JUNIPERunltd, for its part, which launched online in September, evolved from GBG’s 2019 acquisition of MagnaReady, a company that designs and sells clothing featuring magnetic closures. Created by Maura Horton after her husband was diagnosed at an early age with Parkinson’s disease, MagnaReady seeks to provide solutions for people who may have difficulty dressing and undressing.
Rick Darling, CEO of GBG, said retailers had expressed strong interest in offering MagnaReady products online, which led GBG to begin offering the products itself directly to consumers.
“Living with a disability doesn’t change your needs and desires to live comfortably and create your own style. Feeling good about yourself is paramount to all,” Darling said.
Horton, who invented the MagnaReady technology and is now chief community officer at JUNIPERunltd, said GBG offered its full support of the creation of the marketplace, despite the pandemic.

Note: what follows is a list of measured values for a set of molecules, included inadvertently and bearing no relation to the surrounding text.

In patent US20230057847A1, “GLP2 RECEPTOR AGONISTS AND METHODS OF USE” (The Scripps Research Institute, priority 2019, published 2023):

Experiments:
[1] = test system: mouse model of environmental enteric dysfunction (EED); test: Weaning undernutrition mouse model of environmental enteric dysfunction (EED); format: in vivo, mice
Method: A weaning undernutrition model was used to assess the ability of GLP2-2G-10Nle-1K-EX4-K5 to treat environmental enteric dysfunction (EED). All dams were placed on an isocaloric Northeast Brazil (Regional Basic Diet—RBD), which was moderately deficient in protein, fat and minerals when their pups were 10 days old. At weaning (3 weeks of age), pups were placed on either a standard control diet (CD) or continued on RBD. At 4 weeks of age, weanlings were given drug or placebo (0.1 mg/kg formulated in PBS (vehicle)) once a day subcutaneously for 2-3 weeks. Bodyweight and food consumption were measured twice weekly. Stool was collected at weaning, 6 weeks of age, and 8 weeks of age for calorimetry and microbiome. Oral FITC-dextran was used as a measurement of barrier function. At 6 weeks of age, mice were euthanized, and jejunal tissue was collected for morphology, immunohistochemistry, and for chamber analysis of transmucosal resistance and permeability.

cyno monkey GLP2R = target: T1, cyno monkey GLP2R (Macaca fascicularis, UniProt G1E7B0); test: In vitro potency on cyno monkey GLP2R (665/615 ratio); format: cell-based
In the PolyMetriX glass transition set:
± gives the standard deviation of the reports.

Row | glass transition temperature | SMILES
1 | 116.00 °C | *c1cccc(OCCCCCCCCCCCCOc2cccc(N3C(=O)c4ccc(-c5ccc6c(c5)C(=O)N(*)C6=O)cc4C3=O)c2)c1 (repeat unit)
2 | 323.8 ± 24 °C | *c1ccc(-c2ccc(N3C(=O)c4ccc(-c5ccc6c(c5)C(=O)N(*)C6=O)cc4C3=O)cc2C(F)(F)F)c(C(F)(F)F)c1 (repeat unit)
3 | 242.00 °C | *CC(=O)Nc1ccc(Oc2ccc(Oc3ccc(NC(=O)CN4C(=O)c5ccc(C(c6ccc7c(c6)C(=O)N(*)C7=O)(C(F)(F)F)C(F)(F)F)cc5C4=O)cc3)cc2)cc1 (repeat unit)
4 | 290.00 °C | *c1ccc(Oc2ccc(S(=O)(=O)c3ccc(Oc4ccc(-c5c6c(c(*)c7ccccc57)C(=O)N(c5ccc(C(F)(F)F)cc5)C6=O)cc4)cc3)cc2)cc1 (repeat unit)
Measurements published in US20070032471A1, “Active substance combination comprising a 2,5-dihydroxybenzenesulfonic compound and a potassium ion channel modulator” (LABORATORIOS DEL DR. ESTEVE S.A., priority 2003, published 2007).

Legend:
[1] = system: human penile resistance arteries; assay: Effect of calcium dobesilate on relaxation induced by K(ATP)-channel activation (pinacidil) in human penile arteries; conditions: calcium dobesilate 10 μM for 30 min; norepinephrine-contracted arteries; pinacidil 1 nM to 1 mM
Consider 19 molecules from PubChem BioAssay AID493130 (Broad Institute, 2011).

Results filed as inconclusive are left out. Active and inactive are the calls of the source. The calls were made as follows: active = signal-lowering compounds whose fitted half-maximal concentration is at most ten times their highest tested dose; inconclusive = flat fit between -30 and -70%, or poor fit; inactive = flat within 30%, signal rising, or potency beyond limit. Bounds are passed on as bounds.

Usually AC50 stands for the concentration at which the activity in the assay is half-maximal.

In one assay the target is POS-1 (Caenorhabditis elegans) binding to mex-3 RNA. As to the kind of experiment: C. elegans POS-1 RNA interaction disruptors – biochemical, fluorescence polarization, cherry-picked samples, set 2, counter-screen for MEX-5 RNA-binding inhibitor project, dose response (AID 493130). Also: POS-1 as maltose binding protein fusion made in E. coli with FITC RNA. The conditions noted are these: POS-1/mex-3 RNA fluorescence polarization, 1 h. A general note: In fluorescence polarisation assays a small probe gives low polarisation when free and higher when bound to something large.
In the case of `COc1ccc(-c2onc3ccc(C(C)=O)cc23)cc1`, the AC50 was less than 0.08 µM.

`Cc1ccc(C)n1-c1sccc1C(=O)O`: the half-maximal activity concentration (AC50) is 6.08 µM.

“GBG could have stepped away from the project, but Rick doubled down and said, ‘This is super important,’” she said.
Filling market voids with a designer/community feedback loop
Horton describes her job as bridging the gaps between the communities that JUNIPERunltd seeks to serve, since there are so many differences among persons with disabilities.
“I try to tie them all together, so we can create products for our communities based on a feedback loop that we have opened,” she said. “We are actively asking the community what they are looking for, what their needs are and what the voids are, and we bring that back to the designers to develop new products and new categories.”